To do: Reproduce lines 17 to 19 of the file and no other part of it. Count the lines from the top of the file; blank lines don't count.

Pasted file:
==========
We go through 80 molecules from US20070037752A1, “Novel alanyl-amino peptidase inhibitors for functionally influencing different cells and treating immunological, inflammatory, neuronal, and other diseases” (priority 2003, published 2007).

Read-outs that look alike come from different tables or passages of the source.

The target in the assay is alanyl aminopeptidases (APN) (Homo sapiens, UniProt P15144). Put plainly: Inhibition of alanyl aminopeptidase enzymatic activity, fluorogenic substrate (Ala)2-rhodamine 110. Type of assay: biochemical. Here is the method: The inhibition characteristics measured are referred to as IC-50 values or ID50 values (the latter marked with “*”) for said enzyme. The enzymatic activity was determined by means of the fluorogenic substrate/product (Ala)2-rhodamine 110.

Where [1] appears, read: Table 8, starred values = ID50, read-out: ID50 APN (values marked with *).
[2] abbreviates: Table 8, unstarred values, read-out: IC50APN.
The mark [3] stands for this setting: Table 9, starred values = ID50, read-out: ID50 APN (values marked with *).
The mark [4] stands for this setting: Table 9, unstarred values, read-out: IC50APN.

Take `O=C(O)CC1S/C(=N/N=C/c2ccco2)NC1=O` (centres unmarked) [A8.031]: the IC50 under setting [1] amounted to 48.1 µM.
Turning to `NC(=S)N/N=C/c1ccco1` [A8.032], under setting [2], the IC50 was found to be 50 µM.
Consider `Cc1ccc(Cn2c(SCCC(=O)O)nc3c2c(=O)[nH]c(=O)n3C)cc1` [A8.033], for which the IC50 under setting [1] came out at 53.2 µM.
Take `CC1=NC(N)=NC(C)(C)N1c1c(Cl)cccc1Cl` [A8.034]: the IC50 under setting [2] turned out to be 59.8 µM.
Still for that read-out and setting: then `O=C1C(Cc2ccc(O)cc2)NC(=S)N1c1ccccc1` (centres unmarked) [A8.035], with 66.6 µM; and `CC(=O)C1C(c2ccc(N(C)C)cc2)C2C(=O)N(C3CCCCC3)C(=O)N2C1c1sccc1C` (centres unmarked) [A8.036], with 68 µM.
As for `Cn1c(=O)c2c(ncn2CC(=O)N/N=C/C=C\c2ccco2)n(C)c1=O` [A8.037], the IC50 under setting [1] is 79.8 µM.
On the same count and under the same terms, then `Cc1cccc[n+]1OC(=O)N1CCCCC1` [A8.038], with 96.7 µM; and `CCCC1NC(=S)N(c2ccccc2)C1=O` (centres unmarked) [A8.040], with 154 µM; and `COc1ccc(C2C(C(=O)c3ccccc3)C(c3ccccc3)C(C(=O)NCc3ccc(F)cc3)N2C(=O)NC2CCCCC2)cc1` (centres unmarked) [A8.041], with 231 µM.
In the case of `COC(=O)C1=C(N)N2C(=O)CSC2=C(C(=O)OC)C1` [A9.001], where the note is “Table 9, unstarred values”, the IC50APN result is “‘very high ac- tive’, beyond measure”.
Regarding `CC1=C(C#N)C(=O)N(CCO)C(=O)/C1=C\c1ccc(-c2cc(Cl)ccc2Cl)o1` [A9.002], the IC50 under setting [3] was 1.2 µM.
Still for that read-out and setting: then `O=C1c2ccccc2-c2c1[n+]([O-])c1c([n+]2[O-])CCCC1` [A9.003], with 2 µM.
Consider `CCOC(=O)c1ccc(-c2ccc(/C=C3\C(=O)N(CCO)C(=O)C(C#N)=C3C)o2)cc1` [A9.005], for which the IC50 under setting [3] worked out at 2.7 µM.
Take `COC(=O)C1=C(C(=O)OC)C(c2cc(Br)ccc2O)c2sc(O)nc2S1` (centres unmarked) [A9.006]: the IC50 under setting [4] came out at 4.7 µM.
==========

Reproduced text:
Still for that read-out and setting: then `O=C1c2ccccc2-c2c1[n+]([O-])c1c([n+]2[O-])CCCC1` [A9.003], with 2 µM.
Consider `CCOC(=O)c1ccc(-c2ccc(/C=C3\C(=O)N(CCO)C(=O)C(C#N)=C3C)o2)cc1` [A9.005], for which the IC50 under setting [3] worked out at 2.7 µM.
Take `COC(=O)C1=C(C(=O)OC)C(c2cc(Br)ccc2O)c2sc(O)nc2S1` (centres unmarked) [A9.006]: the IC50 under setting [4] came out at 4.7 µM.